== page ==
South America Geography

By | March 27, 2021

South America is the continent of nature records. The Amazon, the world’s largest rainforest, Lake Titicaca, the world’s highest lake, the Andes, the world’s longest mountain range, and Atacama, the world’s driest desert, all contribute to turning the South American continent into an eldorado of nature experiences. At the same time, world history has made the culture active and versatile with a fascinating mixed population of African, Native American and European origin.

South America Countries

Area: 18 million km²

Number of inhabitants: 387 million

Largest country (by population)

  • Brazil – 191 million
  • Colombia – 46 million
  • Argentina – 41 million
  • Peru – 29 million
  • Venezuela – 27 million

Sources: Countryaah

The geography and climate of South America

The South American continent is mainly located in the southern hemisphere. The equator runs through the northern part of the continent and has named the beautiful country of Ecuador. The country’s position at the equator means, among other things, that there is only a half-degree difference in the average temperature during the coldest and hottest months. In contrast, the rest of the continent may exhibit slightly larger deviations in terms of climate. The northernmost countries have tropical climates, while the southernmost parts of Chile and Argentina down towards the Antarctic extend into the polar climate belt. The rainfall is also not evenly distributed. The huge Amazon jungle has plenty of rain throughout the year, while the Atacama Desert in northern Chile is content with about 1 mm per year.

South America’s wildlife

South American wildlife differs in some from other continents, and has adapted to the different natural areas. In the Andes, llama climbs among the scattered bushes, in the rainforests, the jaguar roams in search of deer and tapirs, when it does not reach Argentina’s elongated pampas for well-fertilized livestock. The special wildlife of the isolated Galapagos Islands, which has been developed entirely without outside influence, is a whole chapter in itself.

The population of South America

South America Urban and Rural Population

The population of South America is as complex as nature is diverse. The continent’s forefathers, Inca Indians, Mayan Indians and Aztecs built up highly developed civilizations crushed by Spanish and Portuguese conquerors with dreams of fertile agricultural lands and gilded eldoradon. Today, miseries, which are descendants of both Indians and Europeans, make up the majority of the population. The rest are exclusively European in origin or have African ancestors, which were shipped mainly to Brazil from Africa in the 18th and 19th centuries. In the most impassable rainforest areas and in the high plains of the Andes, the native population has avoided European influence, and in some places in Peru, Ecuador and Bolivia, old Incas languages are still spoken.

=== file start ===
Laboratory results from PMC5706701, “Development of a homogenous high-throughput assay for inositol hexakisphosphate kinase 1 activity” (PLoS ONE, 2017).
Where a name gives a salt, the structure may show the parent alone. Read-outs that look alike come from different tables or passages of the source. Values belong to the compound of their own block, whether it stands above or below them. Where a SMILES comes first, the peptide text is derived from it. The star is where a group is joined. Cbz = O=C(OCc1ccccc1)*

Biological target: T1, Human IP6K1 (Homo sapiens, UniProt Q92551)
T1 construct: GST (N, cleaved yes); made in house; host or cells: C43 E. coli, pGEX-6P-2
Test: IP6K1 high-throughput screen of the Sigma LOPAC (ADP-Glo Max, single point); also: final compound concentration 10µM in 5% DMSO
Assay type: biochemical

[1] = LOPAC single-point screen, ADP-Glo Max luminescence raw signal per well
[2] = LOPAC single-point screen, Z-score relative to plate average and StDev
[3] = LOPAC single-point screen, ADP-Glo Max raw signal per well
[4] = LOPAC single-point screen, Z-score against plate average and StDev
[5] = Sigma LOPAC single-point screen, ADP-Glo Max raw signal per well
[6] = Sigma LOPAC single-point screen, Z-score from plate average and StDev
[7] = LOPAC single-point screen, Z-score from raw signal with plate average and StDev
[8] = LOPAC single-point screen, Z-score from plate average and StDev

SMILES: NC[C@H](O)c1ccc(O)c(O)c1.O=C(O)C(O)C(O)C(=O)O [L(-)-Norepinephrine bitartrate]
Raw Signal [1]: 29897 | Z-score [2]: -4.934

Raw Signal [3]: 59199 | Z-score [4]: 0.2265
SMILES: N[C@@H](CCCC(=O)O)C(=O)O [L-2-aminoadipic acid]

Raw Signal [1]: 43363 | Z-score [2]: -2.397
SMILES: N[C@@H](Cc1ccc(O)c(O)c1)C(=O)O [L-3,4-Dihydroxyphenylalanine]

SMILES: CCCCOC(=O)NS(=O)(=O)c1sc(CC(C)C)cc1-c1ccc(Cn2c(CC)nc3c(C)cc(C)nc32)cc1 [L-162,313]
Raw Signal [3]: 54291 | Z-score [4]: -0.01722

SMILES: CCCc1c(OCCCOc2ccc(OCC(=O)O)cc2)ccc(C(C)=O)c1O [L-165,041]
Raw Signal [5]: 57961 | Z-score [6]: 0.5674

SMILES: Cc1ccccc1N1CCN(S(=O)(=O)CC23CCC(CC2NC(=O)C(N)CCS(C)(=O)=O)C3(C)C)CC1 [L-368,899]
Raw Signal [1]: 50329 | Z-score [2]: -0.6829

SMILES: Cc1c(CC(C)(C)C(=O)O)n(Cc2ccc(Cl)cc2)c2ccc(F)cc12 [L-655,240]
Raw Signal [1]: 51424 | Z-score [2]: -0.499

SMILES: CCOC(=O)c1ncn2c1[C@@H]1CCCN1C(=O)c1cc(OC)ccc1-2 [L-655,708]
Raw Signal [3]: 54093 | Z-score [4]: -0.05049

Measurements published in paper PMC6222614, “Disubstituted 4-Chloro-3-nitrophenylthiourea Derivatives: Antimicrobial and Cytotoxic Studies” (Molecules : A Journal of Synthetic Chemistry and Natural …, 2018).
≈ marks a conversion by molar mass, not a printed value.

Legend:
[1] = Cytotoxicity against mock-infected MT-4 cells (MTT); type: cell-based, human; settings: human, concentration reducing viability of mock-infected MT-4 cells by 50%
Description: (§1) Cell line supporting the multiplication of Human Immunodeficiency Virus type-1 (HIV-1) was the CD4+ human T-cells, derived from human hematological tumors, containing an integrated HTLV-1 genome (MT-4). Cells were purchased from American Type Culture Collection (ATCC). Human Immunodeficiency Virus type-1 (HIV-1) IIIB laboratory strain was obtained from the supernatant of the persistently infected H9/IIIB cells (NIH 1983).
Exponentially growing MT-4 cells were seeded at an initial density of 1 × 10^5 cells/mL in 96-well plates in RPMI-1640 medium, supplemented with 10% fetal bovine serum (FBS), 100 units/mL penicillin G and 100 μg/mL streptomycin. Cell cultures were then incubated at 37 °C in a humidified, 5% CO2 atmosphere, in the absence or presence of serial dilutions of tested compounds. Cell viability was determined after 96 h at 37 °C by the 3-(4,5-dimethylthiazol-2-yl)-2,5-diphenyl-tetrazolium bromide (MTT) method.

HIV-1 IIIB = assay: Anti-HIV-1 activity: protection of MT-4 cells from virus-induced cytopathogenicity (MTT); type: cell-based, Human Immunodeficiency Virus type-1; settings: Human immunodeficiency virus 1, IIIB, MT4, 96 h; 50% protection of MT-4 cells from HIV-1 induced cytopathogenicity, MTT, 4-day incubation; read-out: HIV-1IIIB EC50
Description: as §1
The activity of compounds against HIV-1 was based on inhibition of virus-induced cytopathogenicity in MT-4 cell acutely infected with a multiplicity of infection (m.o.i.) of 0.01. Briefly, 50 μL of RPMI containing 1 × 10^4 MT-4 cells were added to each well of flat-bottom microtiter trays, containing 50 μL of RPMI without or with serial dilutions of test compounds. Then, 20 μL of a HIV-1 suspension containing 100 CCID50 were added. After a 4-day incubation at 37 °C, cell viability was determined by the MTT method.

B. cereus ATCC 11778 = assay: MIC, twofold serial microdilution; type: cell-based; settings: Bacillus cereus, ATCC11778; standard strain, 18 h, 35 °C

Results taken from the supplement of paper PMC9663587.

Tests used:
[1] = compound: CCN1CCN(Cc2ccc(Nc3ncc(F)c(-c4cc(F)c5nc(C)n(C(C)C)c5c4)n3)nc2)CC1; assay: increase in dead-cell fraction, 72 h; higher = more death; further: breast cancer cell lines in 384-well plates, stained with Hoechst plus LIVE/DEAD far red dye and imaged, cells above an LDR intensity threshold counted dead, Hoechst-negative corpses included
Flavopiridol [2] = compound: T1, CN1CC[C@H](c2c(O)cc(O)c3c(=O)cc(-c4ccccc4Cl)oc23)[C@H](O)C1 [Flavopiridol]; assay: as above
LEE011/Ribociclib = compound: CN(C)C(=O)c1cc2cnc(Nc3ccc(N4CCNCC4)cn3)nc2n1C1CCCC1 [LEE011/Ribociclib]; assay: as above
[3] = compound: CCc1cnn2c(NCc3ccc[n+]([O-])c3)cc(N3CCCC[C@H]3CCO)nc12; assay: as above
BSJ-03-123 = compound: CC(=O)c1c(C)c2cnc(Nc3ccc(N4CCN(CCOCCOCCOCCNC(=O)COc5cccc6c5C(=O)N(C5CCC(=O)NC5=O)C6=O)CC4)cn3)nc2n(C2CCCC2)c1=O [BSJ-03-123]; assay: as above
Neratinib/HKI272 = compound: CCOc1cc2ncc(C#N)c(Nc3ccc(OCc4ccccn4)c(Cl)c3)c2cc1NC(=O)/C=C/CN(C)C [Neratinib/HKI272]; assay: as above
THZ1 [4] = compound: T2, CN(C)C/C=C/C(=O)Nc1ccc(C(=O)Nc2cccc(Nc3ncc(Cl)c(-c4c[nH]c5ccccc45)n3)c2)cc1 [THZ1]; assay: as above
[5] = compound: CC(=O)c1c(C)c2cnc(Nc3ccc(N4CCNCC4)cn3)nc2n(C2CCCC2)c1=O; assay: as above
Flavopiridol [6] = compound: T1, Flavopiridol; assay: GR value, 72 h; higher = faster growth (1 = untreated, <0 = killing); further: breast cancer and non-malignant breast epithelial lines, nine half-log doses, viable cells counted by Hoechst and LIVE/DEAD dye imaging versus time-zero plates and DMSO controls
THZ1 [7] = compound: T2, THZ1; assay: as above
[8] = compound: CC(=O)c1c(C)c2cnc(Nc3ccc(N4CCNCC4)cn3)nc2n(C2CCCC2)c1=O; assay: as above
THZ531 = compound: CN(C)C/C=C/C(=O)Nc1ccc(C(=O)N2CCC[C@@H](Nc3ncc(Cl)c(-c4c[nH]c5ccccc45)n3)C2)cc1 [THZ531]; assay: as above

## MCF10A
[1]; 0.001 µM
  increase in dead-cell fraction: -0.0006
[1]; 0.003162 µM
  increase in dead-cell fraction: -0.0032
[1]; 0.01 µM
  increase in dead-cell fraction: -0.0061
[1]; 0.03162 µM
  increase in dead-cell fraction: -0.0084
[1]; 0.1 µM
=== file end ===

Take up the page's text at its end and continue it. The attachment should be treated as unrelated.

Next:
Countries Proportion of HIV-infected adults (15–49 years) (per cent) Proportion of HIV-infected young women (15–24 years) (percent) Proportion of HIV-infected young men (15–24 years) (per cent)
Argentina 0.4 (2019) 0.1 (2019) 0.1 (2019)
Bolivia 0.2 (2019) 0.1 (2019) 0.1 (2019)
Brazil 0.5 (2019)
Chile 0.5 (2019) 0.1 (2019) 0.2 (2019)
Colombia 0.5 (2019) 0.1 (2019) 0.1 (2019)
Ecuador 0.4 (2019) 0.1 (2019) 0.1 (2019)
Guyana 1.4 (2019) 0.3 (2019) 0.2 (2019)
Paraguay 0.5 (2019) 0.1 (2019) 0.2 (2019)
Peru 0.3 (2019) 0.1 (2019) 0.1 (2019)
Suriname 1.3 (2019) 0.3 (2019) 0.2 (2019)
Venezuela 0.6 (2019) 0.3 (2019) 0.2 (2019)

History of South America

The first European on the continent was Columbus who landed in the Bahamas in 1492, believing that he had come to some hitherto unknown Indian islands. It was Amerigo Vespucci who first discovered that it was a new continent. The new continent came to have its name after him. Soon, exploration of the “new world” began to take off, and Spain and Portugal shared virtually all of South America among themselves. In the first quarter of the 19th century, almost all countries became independent, but European dominance has left clear traces in the culture of several of the South American countries.

Travel to South America

On a trip to South America, nature experiences are basically a must. A cruise between the Galapagos Islands means close contact with turtles, sea lions and sea iguanas. In Ecuador, you can hike on the volcanoes of the Andes or explore the Amazon based on a genuine jungle lodge, while the huge waterfall Iguazu can be experienced on the border between Brazil and Argentina. But there is much more to see on the multi-faceted continent. You can plan your trip past small colonial cities with cozy, paved streets and buildings in classic Baroque style. There are also great experiences to be had in the region’s major cities such as the Buenos Aires city of Tangon or the world’s most beautiful metropolis – Rio de Janeiro. History Indians can meet on trips to Cuzco and in the forgotten Machu Picchu town in Peru; today’s Indians are found on floating islands of reed in the high Titicaca lake. A trip to South America can also contain a good deal of mysticism, for example in the form of the fascinating Nazi lines in geometric and animal-like shapes or on the mythical Easter Island with its colossal stone sculptures of up to 40 tons.